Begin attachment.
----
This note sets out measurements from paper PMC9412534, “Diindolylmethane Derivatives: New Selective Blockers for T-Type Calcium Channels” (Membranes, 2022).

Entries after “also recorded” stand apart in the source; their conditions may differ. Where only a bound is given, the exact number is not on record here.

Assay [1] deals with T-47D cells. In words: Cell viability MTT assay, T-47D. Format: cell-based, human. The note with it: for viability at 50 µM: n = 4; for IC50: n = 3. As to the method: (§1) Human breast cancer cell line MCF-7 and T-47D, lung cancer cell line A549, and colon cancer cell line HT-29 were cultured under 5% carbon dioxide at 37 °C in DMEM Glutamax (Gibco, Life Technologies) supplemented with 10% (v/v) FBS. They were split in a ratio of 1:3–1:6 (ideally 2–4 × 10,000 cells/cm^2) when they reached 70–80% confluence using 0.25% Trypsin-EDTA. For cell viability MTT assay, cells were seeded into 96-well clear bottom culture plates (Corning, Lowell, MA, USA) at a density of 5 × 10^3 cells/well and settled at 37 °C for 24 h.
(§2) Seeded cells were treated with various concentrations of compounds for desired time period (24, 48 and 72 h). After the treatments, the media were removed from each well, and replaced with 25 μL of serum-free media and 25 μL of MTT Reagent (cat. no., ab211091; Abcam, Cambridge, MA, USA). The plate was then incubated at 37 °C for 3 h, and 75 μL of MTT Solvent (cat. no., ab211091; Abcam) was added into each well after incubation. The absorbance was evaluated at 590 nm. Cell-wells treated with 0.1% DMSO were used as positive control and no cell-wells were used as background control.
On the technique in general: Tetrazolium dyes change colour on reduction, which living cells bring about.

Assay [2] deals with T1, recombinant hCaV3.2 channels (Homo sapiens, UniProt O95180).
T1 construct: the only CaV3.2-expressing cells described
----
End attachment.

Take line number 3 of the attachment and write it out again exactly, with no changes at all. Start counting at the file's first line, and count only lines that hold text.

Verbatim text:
Assay [1] deals with T-47D cells. In words: Cell viability MTT assay, T-47D. Format: cell-based, human. The note with it: for viability at 50 µM: n = 4; for IC50: n = 3. As to the method: (§1) Human breast cancer cell line MCF-7 and T-47D, lung cancer cell line A549, and colon cancer cell line HT-29 were cultured under 5% carbon dioxide at 37 °C in DMEM Glutamax (Gibco, Life Technologies) supplemented with 10% (v/v) FBS. They were split in a ratio of 1:3–1:6 (ideally 2–4 × 10,000 cells/cm^2) when they reached 70–80% confluence using 0.25% Trypsin-EDTA. For cell viability MTT assay, cells were seeded into 96-well clear bottom culture plates (Corning, Lowell, MA, USA) at a density of 5 × 10^3 cells/well and settled at 37 °C for 24 h.